As of now, Calderon is still with Toronto and slated to begin the season as Lowry's backup.  Simply put, Colangelo must trade him before the 2012-13 campaign starts. 

    Calderon has made it clear that he wants out of Toronto and if no move is made before the season starts, this could be a case of clubhouse cancer waiting to happen.

    Given how much the Raptors could improve this coming year, it is critical that any potential distractions be dealt with sooner rather than later.

Utah Jazz: Significant Minutes for Enes Kanter and Derrick Favors

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    The Utah Jazz stumbled into the playoffs last season and this year, it is time for the team to look towards the future.  In this case, that means giving more playing time to young big men Enes Kanter and Derrick Favors.

    Acquired from the Nets in the Deron Williams trade, Favors was drafted third overall in 2010 and averaged 8.8 points to go with 6.5 rebounds last year.  He showed improvement throughout the season and averaged 11.8 points, 9.5 rebounds and 1.5 blocks per game in the playoffs.

    Drafted third overall by the Jazz in 2011, Kanter's rookie year was fairly uneventful.  He only averaged 4.6 points and 4.2 rebounds in 13.2 minutes per contest, as both he and Favors were stuck playing behind big men Paul Millsap and Al Jefferson.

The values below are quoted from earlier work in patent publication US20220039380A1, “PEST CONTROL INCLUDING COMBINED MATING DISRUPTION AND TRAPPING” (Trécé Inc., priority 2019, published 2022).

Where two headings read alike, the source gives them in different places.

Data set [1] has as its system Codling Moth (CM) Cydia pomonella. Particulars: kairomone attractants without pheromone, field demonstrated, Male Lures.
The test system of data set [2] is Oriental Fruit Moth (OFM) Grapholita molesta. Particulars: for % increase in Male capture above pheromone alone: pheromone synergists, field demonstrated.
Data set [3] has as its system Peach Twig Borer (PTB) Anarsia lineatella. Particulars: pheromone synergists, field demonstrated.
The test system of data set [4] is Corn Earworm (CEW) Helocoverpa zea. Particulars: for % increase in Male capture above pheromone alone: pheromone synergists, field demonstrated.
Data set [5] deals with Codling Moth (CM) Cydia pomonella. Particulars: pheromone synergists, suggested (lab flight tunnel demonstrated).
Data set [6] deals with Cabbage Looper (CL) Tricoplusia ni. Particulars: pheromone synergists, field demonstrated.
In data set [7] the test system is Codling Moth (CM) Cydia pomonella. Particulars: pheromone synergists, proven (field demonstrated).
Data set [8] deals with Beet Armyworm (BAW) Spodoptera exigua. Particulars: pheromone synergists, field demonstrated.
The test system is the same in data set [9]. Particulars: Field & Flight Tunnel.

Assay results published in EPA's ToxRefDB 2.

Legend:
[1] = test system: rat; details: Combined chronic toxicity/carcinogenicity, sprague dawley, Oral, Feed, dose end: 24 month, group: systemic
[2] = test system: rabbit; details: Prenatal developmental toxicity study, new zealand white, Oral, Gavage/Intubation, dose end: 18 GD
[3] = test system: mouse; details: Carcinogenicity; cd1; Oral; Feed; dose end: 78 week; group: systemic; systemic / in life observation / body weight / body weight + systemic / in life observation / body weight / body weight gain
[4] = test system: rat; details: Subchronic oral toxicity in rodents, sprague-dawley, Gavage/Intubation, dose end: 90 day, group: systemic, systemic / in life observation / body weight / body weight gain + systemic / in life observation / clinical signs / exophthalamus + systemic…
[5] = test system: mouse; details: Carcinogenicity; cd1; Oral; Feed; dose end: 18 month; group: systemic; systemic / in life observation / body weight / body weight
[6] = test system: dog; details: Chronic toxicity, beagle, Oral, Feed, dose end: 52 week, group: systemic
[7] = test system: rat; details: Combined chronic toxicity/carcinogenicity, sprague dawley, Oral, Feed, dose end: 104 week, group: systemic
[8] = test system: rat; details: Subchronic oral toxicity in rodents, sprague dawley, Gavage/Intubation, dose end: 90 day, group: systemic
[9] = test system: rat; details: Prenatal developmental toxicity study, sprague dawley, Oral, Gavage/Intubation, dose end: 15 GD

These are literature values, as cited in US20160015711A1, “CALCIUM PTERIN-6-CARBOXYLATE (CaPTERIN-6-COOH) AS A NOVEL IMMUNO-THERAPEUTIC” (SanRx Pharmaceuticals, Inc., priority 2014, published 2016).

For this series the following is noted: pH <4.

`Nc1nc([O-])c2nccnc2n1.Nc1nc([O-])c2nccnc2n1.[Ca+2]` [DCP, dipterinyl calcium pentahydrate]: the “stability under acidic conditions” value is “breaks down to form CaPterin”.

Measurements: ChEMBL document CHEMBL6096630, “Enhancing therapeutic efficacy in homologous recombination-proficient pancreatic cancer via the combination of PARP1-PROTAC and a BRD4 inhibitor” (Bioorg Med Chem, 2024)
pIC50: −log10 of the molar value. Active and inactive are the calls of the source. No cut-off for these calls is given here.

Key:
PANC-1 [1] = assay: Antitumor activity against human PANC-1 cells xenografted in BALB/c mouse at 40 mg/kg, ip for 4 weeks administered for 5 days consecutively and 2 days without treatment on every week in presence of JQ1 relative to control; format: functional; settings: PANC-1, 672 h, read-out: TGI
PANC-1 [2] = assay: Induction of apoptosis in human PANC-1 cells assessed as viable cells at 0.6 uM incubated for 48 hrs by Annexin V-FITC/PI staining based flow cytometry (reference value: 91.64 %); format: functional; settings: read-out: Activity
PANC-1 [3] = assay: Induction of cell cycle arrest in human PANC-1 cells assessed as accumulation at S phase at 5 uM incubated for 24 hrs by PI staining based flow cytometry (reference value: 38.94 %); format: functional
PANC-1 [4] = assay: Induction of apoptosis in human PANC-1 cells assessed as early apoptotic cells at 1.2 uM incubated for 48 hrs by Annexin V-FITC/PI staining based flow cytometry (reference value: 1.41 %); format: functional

However, Millsap and Jefferson both hit free agency next summer and in all likelihood, the Jazz will not be able to retain both of them.  Thus, why not prepare for that possibility and give solid playing time to both Favors and Kanter?  Both players were drafted high enough and unless they get the playing time they deserve, they just end up looking like busts.

Washington Wizards: Make Nene John Wall's Go-To Guy

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    John Wall has only been in the league two years, but is slowly starting to establish himself as an elite point guard.  His game isn't fully developed yet, but his willingness to learn and passion to succeed make him a fine player to have on any team.

    Unfortunately, over his first two seasons, Wall has been on a Wizards' team without an identity, nor a leader.  As a result, the team has not lived up to its potential despite having some fine young players on it.

    The additions of Emeka Okafor and Trevor Ariza will certainly help, but Wall still needs a go-to guy so that he is not the only one carrying the load.

    Thus, coach Randy Wittman needs to open training camp and drive home the fact that in the offensive 1-2 punch, power forward Nene is going to be Wall's better half.  The 6'11" Brazilian averaged 13.7 points and 7.5 rebounds last year and has proven to be capable of putting a good number of points on the board from time to time.

    If he and Wall can work together on the court and find a way to incorporate rookie Bradley Beal as well as Ariza and Okafor, then the Wizards will finally take a step in the right direction and look like a cohesive team rather than a bunch of immature youngsters.

    All that has to happen is this pairing, and the rest of the gears should fall into place.